Two Thoughts on Trade Wars and Currencies
Expert Series regular Christopher Balding, no longer at the University of Shenzhen (read his excellent goodbye note here), shares his thoughts on the US China trade war, and the depreciation of the Renminbi. From his blog, Balding's world.
I want to put out two brief specific thoughts about the what we attribute to the trade war and the value of the RMB.
Let us be cautious in what outcomes we attribute to the trade war. Just about every headline, CEO, and asset manager is attributing outcomes to the trade war. The reality is, very few of these outcomes should actually be attributed to the trade war. Trade actions have broad and narrow impacts. In reality, the impacts to US industry are targeted into relatively narrow industries. In other words, if the US places tariffs on Chinese goods all consumers or businesses will pay in direct and indirect spillover costs a little bit more for those goods. However, industries that cannot sell to China will be hard hit.
Almost everybody is blaming the trade war for problems. When something as limited as the trade war is attributed to everything then it means nothing. Let us remember right now in a nearly $20 trillion economy, tariffs have been placed on $50 billion worth of goods. Specific industries, firms, and workers will be hit. Great skepticism should be attached to everyone wanting to claim harm from the trade war.
Every headline and CEO is rushing to blame the trade war when in reality, the real damage is much narrower. The Qualcomm deal blocked by Beijing is a good example. Beijing has a long history of tangling with Qualcomm over what it perceives as anti-competitive behavior. Without casting judgement here, Qualcomm then asked Beijing to swallow another $45 billion acquisition. Most headlines have touted that this deal was killed because of Trump’s trade war. Possible? Sure because Beijing has not issued an analysis saying why. Much more likely, Beijing was concerned about Qualcomm getting that much bigger and that much more difficult to boss around. Coupled with Beijing’s declared Made in China 2025 and their buying every chip firm they can find right now which will not get blocked in Washington and it is easy to see why.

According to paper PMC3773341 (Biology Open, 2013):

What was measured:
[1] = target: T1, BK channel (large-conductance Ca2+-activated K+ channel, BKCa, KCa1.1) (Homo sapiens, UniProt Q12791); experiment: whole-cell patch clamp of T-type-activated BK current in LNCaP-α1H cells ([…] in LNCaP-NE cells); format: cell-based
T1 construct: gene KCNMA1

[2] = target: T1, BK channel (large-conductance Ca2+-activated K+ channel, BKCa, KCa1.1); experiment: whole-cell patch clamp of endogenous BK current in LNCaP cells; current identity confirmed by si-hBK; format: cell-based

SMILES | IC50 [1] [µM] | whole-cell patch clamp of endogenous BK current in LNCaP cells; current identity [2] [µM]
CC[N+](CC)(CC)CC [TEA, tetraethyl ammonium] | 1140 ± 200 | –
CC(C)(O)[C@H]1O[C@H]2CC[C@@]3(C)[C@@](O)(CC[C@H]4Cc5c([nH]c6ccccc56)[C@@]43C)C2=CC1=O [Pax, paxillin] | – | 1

The other thing that we need to be careful in doing in talking about Chinese currency manipulation. As I wrote in my recent Bloomberg Opinion piece, there is really almost no evidence that China is artificially pushing down the value of the RMB. The USD is up strongly in 2018 against most currencies. The RMB fall YTD is right in line with the various indexes, basic summary statistics of global currencies against the USD, and even relatively close to its CFETS predicted value. What is notable this year is the strength of the USD. Theoretically, the value of the RMB is set by a basket of currencies. Beijing clearly shifts that value around to its liking so it is not mechanistic but while it may deviate for a period of time, it will return to its predicted value.
Beijing clearly has a long history of manipulating its currency. Upon this there is no question. However, when the RMB is falling in line with most other currencies and its basket, we need much stronger evidence before having good reason to believe Beijing is manipulating. I will be the first to criticize Beijing, but just saying the RMB is down YTD less than various USD indexes are up is not convincing me Beijing is manipulating the currency down.